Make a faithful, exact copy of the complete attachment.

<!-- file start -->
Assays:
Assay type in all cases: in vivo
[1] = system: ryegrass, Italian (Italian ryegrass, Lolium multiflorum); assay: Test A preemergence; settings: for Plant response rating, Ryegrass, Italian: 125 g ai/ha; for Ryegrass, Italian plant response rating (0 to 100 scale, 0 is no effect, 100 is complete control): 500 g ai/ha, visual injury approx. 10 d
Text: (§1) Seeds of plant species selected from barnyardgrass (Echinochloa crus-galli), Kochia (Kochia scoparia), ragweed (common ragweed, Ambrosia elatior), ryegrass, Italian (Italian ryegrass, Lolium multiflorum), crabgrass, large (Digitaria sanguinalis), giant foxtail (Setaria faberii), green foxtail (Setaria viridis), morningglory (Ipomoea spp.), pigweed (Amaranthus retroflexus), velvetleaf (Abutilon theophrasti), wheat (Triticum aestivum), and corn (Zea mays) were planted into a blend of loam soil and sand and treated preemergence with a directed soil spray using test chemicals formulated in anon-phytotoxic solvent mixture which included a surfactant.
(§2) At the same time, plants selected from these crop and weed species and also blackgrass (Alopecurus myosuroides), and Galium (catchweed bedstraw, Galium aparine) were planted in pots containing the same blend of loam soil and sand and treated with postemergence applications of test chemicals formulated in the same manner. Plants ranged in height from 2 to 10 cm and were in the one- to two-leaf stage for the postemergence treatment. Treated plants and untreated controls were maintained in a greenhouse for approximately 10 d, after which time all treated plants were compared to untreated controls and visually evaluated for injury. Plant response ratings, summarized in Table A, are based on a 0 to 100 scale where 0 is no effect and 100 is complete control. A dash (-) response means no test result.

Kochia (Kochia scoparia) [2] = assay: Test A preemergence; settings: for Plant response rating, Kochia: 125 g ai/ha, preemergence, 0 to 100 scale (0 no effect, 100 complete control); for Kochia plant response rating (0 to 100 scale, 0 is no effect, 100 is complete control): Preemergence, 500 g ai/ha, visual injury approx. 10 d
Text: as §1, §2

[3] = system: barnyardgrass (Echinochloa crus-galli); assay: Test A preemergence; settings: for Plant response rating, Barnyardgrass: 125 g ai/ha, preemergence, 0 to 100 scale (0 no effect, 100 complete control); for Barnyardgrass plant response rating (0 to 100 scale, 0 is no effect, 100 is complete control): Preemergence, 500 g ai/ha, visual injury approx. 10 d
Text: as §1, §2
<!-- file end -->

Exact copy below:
Assays:
Assay type in all cases: in vivo
[1] = system: ryegrass, Italian (Italian ryegrass, Lolium multiflorum); assay: Test A preemergence; settings: for Plant response rating, Ryegrass, Italian: 125 g ai/ha; for Ryegrass, Italian plant response rating (0 to 100 scale, 0 is no effect, 100 is complete control): 500 g ai/ha, visual injury approx. 10 d
Text: (§1) Seeds of plant species selected from barnyardgrass (Echinochloa crus-galli), Kochia (Kochia scoparia), ragweed (common ragweed, Ambrosia elatior), ryegrass, Italian (Italian ryegrass, Lolium multiflorum), crabgrass, large (Digitaria sanguinalis), giant foxtail (Setaria faberii), green foxtail (Setaria viridis), morningglory (Ipomoea spp.), pigweed (Amaranthus retroflexus), velvetleaf (Abutilon theophrasti), wheat (Triticum aestivum), and corn (Zea mays) were planted into a blend of loam soil and sand and treated preemergence with a directed soil spray using test chemicals formulated in anon-phytotoxic solvent mixture which included a surfactant.
(§2) At the same time, plants selected from these crop and weed species and also blackgrass (Alopecurus myosuroides), and Galium (catchweed bedstraw, Galium aparine) were planted in pots containing the same blend of loam soil and sand and treated with postemergence applications of test chemicals formulated in the same manner. Plants ranged in height from 2 to 10 cm and were in the one- to two-leaf stage for the postemergence treatment. Treated plants and untreated controls were maintained in a greenhouse for approximately 10 d, after which time all treated plants were compared to untreated controls and visually evaluated for injury. Plant response ratings, summarized in Table A, are based on a 0 to 100 scale where 0 is no effect and 100 is complete control. A dash (-) response means no test result.

Kochia (Kochia scoparia) [2] = assay: Test A preemergence; settings: for Plant response rating, Kochia: 125 g ai/ha, preemergence, 0 to 100 scale (0 no effect, 100 complete control); for Kochia plant response rating (0 to 100 scale, 0 is no effect, 100 is complete control): Preemergence, 500 g ai/ha, visual injury approx. 10 d
Text: as §1, §2

[3] = system: barnyardgrass (Echinochloa crus-galli); assay: Test A preemergence; settings: for Plant response rating, Barnyardgrass: 125 g ai/ha, preemergence, 0 to 100 scale (0 no effect, 100 complete control); for Barnyardgrass plant response rating (0 to 100 scale, 0 is no effect, 100 is complete control): Preemergence, 500 g ai/ha, visual injury approx. 10 d
Text: as §1, §2